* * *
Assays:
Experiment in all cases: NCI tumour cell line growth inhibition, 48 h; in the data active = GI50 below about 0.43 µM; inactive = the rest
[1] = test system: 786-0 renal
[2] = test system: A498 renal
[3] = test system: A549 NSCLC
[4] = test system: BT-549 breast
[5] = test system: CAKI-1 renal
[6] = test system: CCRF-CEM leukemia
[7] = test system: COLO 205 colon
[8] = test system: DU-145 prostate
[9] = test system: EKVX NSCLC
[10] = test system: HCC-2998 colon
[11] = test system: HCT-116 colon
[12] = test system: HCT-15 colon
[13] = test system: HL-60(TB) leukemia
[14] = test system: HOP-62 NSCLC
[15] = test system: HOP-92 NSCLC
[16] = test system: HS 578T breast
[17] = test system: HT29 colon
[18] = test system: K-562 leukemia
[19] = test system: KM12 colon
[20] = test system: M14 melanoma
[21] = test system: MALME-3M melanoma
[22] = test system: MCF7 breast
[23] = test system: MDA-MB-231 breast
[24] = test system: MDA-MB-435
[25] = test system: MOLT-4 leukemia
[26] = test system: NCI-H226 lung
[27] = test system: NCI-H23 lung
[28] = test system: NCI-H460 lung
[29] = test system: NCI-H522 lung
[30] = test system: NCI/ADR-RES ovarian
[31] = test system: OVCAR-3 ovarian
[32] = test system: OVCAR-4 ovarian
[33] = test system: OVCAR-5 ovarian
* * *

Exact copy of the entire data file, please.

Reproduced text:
Assays:
Experiment in all cases: NCI tumour cell line growth inhibition, 48 h; in the data active = GI50 below about 0.43 µM; inactive = the rest
[1] = test system: 786-0 renal
[2] = test system: A498 renal
[3] = test system: A549 NSCLC
[4] = test system: BT-549 breast
[5] = test system: CAKI-1 renal
[6] = test system: CCRF-CEM leukemia
[7] = test system: COLO 205 colon
[8] = test system: DU-145 prostate
[9] = test system: EKVX NSCLC
[10] = test system: HCC-2998 colon
[11] = test system: HCT-116 colon
[12] = test system: HCT-15 colon
[13] = test system: HL-60(TB) leukemia
[14] = test system: HOP-62 NSCLC
[15] = test system: HOP-92 NSCLC
[16] = test system: HS 578T breast
[17] = test system: HT29 colon
[18] = test system: K-562 leukemia
[19] = test system: KM12 colon
[20] = test system: M14 melanoma
[21] = test system: MALME-3M melanoma
[22] = test system: MCF7 breast
[23] = test system: MDA-MB-231 breast
[24] = test system: MDA-MB-435
[25] = test system: MOLT-4 leukemia
[26] = test system: NCI-H226 lung
[27] = test system: NCI-H23 lung
[28] = test system: NCI-H460 lung
[29] = test system: NCI-H522 lung
[30] = test system: NCI/ADR-RES ovarian
[31] = test system: OVCAR-3 ovarian
[32] = test system: OVCAR-4 ovarian
[33] = test system: OVCAR-5 ovarian